Still, some bits work better than others. His bit about Colin Kaepernick, whose premise is that it was Kaepernick’s detractors who were being unreasonable, falls flat. On the other hand, a story about a woman who complained that she was sexually harassed by a man who was “masturbating vigorously while holding a shrimp cocktail” leads somehow to that out-of-nowhere Sting joke, which is priceless.

Standups are often at their best in confessional mode, and Burr is among them. He’s in top form discussing his basal level of anger and how it continues to disquiet his wife. “You just go from zero to 100 in two seconds,” she tells him. Not quite, he says. “First of all, I idle at 75 miles per hour. . . . I walked into this restaurant at 75. I could hear that guy talking too loud on his cellphone FROM THE F***ING PARKING LOT.” He has been dealing with the issue in various ways: meditation, wearing sweaters. He put a smiley note on his dashboard to reduce his road rage. Now he’s considering returning to therapy but only so he can dunk on his wife. “What could my wife bitch at me about? Right? I f***ing crush everything!”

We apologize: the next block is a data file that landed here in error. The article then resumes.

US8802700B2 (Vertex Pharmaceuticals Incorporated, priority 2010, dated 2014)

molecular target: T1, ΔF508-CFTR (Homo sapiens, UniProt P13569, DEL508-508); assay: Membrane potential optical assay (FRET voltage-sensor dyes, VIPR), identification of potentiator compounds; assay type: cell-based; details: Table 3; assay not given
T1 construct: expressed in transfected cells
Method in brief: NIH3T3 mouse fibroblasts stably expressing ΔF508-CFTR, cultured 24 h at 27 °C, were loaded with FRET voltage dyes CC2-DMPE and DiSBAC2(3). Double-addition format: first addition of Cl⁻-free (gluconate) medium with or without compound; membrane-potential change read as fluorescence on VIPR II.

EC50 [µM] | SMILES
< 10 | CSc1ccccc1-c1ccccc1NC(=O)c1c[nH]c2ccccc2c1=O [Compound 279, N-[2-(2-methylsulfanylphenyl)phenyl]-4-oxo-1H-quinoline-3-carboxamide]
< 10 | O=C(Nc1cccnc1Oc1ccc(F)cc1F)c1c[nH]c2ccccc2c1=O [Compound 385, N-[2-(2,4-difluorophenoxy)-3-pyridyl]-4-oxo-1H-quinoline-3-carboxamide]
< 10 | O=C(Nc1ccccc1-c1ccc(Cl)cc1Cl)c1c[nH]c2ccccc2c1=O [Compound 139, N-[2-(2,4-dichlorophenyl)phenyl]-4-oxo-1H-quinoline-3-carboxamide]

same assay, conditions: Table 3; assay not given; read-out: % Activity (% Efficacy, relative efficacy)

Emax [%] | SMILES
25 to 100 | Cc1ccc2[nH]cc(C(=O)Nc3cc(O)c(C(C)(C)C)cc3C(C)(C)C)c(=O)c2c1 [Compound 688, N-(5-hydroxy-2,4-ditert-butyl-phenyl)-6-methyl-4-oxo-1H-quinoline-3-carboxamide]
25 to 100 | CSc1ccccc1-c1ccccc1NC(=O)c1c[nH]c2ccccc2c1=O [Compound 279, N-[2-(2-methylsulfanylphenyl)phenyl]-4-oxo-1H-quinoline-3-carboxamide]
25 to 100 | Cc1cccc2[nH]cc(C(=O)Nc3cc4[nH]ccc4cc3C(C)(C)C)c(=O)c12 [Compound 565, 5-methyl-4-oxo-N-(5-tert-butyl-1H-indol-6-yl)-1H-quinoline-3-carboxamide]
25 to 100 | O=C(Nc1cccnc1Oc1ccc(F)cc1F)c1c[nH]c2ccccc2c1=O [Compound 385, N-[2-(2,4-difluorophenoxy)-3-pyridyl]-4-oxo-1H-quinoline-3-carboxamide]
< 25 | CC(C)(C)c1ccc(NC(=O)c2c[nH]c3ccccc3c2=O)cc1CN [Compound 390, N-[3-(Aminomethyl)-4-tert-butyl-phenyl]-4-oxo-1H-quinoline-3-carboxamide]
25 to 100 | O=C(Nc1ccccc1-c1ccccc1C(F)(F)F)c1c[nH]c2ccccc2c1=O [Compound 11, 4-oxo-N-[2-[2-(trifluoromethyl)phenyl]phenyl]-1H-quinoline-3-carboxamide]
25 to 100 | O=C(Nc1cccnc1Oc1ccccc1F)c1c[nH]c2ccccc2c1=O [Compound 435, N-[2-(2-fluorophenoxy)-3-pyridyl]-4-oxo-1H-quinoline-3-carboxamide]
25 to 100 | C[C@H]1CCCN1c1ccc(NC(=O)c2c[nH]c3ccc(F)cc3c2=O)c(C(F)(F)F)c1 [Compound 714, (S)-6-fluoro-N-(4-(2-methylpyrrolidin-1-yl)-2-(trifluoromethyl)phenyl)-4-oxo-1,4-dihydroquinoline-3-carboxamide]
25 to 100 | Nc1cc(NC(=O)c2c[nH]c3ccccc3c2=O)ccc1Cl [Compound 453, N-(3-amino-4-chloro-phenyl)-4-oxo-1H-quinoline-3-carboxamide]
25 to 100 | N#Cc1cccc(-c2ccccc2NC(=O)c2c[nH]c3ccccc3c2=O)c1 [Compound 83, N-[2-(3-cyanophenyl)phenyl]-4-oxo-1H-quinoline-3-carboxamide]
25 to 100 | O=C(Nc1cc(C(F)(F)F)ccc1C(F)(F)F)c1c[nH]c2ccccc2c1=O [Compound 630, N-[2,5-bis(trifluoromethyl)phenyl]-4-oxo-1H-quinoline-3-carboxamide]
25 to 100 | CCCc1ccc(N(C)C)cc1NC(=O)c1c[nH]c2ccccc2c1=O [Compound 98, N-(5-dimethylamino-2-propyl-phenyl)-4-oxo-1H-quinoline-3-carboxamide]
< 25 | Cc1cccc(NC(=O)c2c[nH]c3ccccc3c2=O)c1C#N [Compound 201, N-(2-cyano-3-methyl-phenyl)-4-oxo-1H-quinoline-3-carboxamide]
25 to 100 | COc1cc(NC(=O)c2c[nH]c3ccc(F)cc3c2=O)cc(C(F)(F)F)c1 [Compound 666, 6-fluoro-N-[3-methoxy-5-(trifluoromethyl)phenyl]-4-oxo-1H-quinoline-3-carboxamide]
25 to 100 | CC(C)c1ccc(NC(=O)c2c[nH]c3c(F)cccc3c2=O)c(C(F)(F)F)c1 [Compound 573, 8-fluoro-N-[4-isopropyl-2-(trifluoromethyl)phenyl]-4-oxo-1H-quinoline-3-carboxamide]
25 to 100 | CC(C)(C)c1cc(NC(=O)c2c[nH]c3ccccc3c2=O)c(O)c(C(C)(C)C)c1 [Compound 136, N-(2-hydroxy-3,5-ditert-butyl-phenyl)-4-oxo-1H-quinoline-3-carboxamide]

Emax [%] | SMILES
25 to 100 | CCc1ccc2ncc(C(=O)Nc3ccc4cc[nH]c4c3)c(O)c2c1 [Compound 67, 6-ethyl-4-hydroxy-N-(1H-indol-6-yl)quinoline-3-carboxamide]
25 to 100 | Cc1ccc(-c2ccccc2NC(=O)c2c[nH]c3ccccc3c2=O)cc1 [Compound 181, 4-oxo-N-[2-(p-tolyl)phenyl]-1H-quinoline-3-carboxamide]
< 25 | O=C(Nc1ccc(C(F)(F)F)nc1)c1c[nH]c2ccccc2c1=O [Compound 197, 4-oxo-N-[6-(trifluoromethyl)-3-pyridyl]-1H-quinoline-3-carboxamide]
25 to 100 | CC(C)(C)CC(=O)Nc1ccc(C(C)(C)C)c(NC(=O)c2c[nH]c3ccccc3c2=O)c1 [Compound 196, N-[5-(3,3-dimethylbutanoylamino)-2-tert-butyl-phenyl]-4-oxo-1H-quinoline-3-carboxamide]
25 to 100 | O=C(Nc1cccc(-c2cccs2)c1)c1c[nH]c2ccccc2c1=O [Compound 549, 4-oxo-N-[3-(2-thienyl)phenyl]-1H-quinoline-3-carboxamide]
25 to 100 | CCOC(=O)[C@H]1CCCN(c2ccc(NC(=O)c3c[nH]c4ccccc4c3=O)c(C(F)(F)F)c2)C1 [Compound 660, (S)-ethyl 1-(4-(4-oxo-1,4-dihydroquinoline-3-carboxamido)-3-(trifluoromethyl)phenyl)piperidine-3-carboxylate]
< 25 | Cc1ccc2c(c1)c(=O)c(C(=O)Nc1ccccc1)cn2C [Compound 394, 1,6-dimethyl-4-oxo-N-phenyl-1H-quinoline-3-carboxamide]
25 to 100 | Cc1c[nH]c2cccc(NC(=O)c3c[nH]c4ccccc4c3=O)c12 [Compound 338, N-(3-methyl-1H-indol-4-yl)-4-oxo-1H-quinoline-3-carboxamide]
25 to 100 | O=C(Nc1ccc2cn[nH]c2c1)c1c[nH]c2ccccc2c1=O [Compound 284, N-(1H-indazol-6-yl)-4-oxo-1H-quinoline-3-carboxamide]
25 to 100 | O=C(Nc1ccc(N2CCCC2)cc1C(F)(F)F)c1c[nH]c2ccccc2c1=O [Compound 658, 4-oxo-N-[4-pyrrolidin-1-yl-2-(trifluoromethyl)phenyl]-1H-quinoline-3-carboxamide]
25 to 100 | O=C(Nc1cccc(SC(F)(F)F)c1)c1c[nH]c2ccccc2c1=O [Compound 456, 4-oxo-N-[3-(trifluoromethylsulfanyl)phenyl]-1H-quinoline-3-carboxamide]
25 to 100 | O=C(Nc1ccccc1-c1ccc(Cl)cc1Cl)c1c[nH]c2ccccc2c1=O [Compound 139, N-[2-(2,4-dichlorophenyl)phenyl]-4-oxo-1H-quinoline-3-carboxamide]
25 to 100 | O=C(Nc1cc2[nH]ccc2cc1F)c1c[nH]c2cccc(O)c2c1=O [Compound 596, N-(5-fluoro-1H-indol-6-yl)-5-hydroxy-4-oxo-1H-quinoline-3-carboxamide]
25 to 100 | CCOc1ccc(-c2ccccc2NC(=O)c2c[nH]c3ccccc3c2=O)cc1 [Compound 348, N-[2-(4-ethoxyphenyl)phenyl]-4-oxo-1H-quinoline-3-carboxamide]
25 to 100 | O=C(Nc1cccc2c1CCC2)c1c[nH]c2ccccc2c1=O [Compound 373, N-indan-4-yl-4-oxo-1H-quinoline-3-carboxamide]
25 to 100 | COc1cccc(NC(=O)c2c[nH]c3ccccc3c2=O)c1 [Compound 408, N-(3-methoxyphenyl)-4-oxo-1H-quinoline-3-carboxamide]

A late bit on the future of robots is both really funny and deeply considered. What might happen to our relationships if really lifelike robots should be made to satisfy a man’s every desire? “Everything gets better,” he says, or warns. “You’re gonna be able to come home to one of these things. . . . It’s gonna laugh at all of your jokes, it’s gonna sit down to watch the game with you. . . . There’s not gonna be a human woman in here that’s gonna be able to compete with that for longer than 90 minutes.” A real woman would be accompanied by “all of her hopes and dreams and her needs. You’re gonna be coming home, she’s like, ‘What is going on with you, we’re not connecting, we need a date night.’ All you’re gonna be thinking is like, ‘How do I shut this f***ing thing off? What is it, on nagging mode?’” Even a kernel of truth can make a joke work, and Burr has more kernels to offer you than Del Monte.